Monday, March 30, 2009

bric challenges u.s. role in imf

NYTimes | Barely six months ago, the International Monetary Fund emerged from years of declining relevance, hurriedly cobbling together emergency loans for countries from Iceland to Pakistan, as the first wave of the financial crisis hit.

Now, with world leaders gathering this week in London to plot a response to the gravest global economic downturn since World War II, the fund is becoming a chip in a contest to reshape the postcrisis landscape.

The Obama administration has made fortifying the I.M.F. one of its primary goals for the meeting of the Group of 20, which includes leading industrial and developing countries and the European Union. But China, India and other rising powers seem to believe that the made-in-America crisis has curtailed the ability of the United States to set the agenda. They view the Western-dominated fund as a place to begin staking their claim to a greater voice in global economic affairs.

Treasury Secretary Timothy F. Geithner, who once worked at the fund, has called for its financial resources to be expanded by $500 billion, effectively tripling its lending capacity to distressed countries and cementing its status as the lender of last resort for much of the world.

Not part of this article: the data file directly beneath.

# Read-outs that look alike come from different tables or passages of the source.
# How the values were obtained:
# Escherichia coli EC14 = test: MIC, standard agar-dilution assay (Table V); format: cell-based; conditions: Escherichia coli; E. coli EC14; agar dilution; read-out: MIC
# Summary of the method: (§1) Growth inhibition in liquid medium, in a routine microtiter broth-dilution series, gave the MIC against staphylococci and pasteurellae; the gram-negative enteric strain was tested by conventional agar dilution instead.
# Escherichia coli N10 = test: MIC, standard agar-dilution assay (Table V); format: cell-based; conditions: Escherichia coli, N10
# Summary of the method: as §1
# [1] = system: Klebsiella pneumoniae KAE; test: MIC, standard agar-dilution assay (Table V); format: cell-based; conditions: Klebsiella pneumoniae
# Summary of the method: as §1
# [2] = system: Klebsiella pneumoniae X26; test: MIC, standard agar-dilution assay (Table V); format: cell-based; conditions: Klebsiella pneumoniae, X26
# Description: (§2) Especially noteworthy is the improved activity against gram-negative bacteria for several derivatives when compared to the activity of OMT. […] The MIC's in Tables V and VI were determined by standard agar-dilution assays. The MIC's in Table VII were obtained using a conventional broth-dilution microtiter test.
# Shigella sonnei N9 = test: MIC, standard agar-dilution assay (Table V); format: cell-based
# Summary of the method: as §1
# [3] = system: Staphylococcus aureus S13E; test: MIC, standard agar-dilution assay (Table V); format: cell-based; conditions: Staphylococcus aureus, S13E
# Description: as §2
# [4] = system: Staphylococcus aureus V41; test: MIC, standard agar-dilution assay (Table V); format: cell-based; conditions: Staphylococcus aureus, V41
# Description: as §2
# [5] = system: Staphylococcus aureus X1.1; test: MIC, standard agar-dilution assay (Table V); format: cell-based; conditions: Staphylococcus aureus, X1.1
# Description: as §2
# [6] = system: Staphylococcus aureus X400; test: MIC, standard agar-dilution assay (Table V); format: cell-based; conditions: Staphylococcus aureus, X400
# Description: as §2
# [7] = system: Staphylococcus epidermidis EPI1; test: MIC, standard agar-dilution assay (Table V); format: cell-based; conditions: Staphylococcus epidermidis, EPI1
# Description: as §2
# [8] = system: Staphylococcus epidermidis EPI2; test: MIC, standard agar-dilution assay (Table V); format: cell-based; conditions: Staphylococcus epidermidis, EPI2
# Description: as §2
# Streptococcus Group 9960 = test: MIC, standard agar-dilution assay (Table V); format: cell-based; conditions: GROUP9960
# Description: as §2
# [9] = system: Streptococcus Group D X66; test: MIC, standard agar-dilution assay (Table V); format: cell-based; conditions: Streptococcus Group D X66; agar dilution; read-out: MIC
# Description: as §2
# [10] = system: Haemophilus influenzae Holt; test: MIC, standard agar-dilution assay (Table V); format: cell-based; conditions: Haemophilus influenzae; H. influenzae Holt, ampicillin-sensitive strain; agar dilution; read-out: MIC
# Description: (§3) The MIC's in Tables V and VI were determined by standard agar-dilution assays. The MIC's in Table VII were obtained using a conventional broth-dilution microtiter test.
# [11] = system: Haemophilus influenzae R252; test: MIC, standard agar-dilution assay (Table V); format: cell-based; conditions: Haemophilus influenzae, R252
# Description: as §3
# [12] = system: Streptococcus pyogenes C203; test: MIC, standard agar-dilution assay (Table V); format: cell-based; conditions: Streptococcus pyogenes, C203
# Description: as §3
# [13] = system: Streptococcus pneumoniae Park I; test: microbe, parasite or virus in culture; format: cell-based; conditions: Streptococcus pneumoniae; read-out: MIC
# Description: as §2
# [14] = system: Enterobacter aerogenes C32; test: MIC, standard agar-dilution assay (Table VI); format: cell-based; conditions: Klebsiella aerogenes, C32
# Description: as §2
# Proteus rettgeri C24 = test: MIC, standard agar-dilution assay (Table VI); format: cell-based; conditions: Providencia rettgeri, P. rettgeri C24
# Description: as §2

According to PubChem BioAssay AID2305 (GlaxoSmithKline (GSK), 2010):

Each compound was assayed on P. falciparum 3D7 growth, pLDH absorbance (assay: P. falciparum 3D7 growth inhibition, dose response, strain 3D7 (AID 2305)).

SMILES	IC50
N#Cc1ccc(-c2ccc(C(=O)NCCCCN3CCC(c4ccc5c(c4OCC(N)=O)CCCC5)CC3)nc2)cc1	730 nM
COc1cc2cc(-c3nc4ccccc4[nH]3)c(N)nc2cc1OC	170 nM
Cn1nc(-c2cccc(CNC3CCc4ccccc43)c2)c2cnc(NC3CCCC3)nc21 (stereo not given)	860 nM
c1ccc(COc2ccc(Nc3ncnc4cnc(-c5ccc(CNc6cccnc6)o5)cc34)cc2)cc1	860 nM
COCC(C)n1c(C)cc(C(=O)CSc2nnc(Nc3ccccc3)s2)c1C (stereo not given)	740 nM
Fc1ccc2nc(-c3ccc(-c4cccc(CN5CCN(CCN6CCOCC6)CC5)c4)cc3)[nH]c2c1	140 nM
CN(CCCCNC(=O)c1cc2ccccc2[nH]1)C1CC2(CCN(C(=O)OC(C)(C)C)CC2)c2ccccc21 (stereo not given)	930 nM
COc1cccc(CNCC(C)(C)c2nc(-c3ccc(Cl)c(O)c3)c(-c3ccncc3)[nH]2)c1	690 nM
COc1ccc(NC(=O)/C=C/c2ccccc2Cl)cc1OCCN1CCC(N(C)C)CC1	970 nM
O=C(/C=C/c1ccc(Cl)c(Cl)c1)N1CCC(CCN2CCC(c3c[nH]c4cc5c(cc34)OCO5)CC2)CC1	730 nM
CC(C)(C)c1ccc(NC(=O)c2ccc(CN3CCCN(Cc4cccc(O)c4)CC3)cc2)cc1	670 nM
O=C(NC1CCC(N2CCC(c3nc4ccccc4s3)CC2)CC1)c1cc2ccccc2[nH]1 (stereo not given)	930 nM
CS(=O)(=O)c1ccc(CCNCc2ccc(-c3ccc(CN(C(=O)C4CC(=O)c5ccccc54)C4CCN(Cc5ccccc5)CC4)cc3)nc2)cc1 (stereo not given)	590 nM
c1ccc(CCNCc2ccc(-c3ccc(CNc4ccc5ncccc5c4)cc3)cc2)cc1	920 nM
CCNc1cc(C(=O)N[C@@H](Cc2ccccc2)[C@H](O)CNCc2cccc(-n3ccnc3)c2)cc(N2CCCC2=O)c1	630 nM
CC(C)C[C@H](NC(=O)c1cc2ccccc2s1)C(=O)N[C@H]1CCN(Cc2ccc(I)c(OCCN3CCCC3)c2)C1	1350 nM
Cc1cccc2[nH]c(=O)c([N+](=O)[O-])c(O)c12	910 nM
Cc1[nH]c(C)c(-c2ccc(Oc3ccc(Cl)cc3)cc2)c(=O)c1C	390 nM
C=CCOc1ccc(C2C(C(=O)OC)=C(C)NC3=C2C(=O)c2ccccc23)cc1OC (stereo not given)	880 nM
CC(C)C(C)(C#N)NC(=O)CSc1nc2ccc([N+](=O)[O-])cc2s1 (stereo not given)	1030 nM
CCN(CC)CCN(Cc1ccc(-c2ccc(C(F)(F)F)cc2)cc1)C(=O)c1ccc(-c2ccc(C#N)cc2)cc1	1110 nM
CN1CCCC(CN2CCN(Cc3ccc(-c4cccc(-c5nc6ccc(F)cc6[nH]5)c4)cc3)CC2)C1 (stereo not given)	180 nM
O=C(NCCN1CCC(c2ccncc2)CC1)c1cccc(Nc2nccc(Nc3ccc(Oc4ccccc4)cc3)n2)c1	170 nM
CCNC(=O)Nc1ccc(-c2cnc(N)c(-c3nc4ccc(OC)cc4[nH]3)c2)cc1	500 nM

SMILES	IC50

Japan and the European Union have each pledged $100 billion; the United States has signaled it will contribute a similar sum, though its money will take longer to arrive because of the need for Congressional approval. China, with its mammoth foreign exchange reserves, is the next obvious donor.

Yet officials of China and other developing countries have served notice that they are reluctant to make comparable pledges without getting a greater say in the operations of the fund, which is run by a Frenchman, Dominique Strauss-Kahn, and is heavily influenced by the United States and Western Europe.